So much for what happened. I think you can follow what I’m saying. But what can we do about it? How can we get back to our foundation? Not just to our Anabaptist roots, good as they were, but to the foundation found in the Bible.
First, we must lay aside our theology and find Jesus again. If we read our Bibles to find Jesus, rather than to justify man-made systems of thought, we will find ourselves becoming more like Him. We will return to the radical discipleship portrayed by the book of Acts. We must somehow get back to the place that conversion really converts people. And that conversion has to mean so much to us and our children that we are willing to be the off scouring of the earth, to be made a gazing stock, and to DIE for Christ. How can you live for Christ if you are not willing to DIE for Him?
Nothing less than radical discipleship can fill the bill.
And secondly, we must stop playing Bible theology games. God didn’t consider the mode of baptism important enough to make it clear in the Bible which mode is right. So let’s stop dividing churches and creating fellowship lines over it. The Bible hasn’t made it clear what pattern of dress or covering style is best for Christians, so why do we fight over it?
The Bible has made many things very clear, but our arguments have muddied the waters so much that we often don’t notice those. The Bible hasn’t given us a pattern of dress, like I said. But it has given us teaching on dress. We are not to dress in costly clothing, or immodest clothing. The Bible hasn’t designated a covering style for our sisters, but it has said that they should be covered. The Bible hasn’t designated a mode of baptism, but it has made it clear to us that baptism is to be the answer of a good conscience toward God.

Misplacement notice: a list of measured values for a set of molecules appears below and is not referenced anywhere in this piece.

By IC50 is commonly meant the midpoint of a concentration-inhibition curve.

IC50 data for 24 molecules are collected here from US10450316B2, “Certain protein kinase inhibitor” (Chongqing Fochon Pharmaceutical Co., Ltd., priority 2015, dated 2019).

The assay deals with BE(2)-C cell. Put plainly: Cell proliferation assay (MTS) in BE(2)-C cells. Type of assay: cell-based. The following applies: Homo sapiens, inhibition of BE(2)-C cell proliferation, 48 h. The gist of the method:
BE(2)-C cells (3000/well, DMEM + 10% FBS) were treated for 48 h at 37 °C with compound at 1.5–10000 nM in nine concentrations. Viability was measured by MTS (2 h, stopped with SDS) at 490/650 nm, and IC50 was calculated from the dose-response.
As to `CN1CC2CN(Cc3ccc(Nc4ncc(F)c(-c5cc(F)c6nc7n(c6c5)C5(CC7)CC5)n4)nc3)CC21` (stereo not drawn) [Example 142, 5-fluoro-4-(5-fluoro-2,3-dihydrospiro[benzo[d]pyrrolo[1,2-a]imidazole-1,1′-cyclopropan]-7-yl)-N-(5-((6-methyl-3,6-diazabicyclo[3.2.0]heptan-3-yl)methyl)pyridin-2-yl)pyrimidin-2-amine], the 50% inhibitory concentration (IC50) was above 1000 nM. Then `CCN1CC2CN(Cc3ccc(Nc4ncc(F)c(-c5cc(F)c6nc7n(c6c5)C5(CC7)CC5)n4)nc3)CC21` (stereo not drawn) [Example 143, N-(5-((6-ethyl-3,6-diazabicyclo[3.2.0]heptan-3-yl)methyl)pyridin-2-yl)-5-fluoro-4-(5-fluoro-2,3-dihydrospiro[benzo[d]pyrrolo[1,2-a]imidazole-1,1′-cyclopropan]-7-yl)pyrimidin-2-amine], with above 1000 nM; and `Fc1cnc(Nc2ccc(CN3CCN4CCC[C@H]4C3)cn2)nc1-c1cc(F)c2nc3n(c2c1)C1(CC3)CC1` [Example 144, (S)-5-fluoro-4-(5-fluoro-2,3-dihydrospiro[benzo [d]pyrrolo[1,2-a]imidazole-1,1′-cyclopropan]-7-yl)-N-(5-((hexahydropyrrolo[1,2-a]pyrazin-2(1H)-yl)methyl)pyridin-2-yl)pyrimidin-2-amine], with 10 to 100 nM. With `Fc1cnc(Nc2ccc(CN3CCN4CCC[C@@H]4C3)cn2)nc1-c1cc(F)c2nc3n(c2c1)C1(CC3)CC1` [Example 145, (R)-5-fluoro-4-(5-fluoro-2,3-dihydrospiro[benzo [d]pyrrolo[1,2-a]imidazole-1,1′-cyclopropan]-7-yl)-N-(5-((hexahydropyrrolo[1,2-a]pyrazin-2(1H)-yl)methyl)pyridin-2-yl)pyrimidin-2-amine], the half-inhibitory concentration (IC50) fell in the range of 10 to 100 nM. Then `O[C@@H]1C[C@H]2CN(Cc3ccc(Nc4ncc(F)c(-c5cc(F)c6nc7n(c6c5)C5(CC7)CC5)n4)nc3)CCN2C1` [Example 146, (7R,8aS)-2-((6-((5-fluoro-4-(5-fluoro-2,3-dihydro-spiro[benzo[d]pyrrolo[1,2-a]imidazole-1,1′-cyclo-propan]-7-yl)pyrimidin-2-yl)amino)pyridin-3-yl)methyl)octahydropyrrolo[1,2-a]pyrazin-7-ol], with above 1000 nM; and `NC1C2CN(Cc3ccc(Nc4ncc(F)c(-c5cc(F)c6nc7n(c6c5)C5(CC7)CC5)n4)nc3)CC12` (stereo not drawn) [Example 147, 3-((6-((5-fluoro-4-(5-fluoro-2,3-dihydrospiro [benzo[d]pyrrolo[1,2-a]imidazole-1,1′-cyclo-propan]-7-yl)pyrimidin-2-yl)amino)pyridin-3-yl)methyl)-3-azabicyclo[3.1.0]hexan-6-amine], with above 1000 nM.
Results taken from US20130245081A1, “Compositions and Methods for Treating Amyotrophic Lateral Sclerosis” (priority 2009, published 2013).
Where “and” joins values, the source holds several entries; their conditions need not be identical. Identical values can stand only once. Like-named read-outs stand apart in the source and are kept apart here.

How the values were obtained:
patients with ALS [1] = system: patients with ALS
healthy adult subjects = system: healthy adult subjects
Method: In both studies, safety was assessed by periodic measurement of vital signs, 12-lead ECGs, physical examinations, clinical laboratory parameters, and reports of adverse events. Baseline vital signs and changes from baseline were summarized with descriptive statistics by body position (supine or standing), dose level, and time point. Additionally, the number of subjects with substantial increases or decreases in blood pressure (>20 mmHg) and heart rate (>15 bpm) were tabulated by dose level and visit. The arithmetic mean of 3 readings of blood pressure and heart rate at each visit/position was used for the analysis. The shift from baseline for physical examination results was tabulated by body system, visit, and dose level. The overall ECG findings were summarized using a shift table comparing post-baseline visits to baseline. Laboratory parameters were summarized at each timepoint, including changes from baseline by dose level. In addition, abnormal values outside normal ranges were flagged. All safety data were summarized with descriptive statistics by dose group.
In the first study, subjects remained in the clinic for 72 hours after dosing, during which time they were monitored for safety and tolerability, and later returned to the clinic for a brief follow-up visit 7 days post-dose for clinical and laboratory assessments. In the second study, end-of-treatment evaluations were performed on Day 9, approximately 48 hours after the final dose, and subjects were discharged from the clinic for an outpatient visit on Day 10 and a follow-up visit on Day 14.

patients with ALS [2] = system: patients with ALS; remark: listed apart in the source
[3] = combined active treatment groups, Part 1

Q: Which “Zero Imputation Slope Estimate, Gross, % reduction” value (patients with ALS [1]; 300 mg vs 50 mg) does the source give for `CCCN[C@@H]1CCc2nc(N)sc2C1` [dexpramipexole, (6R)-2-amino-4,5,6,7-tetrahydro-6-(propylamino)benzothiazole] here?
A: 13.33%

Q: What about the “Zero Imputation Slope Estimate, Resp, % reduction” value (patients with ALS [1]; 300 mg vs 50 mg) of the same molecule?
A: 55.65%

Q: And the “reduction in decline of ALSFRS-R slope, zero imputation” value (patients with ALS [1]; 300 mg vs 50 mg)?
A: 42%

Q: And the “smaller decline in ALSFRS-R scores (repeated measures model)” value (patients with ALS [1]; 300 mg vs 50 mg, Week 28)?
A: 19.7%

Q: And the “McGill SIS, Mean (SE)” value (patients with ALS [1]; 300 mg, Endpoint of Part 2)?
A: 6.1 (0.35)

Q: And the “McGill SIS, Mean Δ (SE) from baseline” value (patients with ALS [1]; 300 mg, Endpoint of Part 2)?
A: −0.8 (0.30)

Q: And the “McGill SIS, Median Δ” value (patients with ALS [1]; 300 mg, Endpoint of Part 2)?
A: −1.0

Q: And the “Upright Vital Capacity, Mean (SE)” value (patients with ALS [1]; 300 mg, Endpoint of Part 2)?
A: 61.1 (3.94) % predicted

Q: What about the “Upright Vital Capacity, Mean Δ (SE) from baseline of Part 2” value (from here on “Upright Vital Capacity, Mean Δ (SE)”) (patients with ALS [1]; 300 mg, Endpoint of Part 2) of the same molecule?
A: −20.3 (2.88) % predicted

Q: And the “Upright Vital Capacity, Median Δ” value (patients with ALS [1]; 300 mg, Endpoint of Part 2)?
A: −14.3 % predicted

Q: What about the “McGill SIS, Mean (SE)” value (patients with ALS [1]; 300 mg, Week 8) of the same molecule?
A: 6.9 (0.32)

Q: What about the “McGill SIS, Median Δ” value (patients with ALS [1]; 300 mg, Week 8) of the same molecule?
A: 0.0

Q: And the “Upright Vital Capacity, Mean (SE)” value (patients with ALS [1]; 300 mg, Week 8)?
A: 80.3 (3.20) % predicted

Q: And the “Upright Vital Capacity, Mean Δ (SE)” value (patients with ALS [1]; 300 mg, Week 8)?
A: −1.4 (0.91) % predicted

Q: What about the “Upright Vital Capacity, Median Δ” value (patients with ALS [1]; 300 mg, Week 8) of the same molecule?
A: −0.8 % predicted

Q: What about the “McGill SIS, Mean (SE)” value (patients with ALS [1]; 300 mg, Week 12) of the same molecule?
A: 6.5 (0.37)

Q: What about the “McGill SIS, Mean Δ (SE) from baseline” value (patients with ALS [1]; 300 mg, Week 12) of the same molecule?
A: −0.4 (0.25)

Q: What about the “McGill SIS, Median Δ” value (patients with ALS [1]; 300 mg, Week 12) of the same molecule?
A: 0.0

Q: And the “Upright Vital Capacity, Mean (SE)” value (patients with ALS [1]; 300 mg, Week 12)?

We need to get back to the place where we pay attention to such requirements. We are weak in all of these areas, along with dozens more.
Let’s pray for a genuine revival in our times. But let’s remember the implications of that statement. Revival always brings new power to God’s people. However, it also brings persecution and misunderstanding. If you are not ready to be thought a fool for Christ, even by those who claim to be His people, don’t pray for revival. If you are not ready to be a pauper for Christ, don’t pray for revival. If you are not ready to DIE for Him, don’t pray for revival. Because along with the power that revival brings, there is always blood, sweat, and tears.
If you are like me, these things scare you. But maybe we should take first things first. First pray for revival, and expect God to answer your prayers. Trust Him for power and grace to face the repercussions.
“Lord send a revival, and let it begin in me,” the song writer said. Are you ready to pray that with him?
For more Anabaptist / Mennonite resources
go to: www.anabaptistfaith.com